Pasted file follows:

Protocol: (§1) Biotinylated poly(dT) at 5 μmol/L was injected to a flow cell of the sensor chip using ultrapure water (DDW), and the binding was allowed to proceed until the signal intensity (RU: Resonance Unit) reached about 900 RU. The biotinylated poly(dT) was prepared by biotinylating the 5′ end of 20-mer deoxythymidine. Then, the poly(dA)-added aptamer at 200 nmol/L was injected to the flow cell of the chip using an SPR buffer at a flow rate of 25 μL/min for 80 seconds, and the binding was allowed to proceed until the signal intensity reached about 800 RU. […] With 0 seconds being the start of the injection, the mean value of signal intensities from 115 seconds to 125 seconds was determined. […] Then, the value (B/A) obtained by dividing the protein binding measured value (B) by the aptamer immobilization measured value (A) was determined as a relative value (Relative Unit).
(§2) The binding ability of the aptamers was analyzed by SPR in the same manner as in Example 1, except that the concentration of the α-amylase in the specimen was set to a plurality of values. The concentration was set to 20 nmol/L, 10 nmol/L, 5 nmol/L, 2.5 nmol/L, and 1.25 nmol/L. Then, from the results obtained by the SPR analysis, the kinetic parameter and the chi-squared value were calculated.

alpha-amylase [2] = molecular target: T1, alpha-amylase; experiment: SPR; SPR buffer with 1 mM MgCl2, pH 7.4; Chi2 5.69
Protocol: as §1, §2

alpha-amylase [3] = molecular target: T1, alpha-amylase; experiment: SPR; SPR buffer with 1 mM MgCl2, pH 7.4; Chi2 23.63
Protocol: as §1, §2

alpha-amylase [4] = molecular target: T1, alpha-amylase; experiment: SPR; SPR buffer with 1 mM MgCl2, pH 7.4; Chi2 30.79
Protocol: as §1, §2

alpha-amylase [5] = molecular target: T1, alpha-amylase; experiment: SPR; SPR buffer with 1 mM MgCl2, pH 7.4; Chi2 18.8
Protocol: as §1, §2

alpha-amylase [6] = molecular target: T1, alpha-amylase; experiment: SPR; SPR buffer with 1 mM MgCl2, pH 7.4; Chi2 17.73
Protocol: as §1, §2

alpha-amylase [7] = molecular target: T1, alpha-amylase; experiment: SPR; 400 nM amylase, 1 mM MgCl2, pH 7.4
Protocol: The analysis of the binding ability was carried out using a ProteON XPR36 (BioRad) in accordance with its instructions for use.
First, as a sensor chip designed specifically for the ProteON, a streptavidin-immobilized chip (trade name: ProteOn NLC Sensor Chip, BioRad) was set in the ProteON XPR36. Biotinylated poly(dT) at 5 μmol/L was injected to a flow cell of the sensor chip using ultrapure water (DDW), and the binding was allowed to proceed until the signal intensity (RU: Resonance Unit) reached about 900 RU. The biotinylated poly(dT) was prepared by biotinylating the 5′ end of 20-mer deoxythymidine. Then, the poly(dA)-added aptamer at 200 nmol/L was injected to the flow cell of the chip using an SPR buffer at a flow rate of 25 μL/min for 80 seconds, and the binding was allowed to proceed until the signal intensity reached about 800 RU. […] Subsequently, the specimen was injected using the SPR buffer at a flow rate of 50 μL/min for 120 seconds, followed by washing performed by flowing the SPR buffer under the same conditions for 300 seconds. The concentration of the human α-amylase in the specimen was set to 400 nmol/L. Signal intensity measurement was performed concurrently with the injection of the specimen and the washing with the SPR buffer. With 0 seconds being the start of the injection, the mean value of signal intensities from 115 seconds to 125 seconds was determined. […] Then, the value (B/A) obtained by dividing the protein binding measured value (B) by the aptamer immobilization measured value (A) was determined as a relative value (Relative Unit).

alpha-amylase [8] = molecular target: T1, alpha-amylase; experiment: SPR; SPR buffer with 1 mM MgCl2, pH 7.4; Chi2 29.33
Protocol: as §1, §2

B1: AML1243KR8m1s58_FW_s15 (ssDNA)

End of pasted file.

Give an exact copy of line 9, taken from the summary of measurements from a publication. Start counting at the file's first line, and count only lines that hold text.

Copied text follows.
alpha-amylase [5] = molecular target: T1, alpha-amylase; experiment: SPR; SPR buffer with 1 mM MgCl2, pH 7.4; Chi2 18.8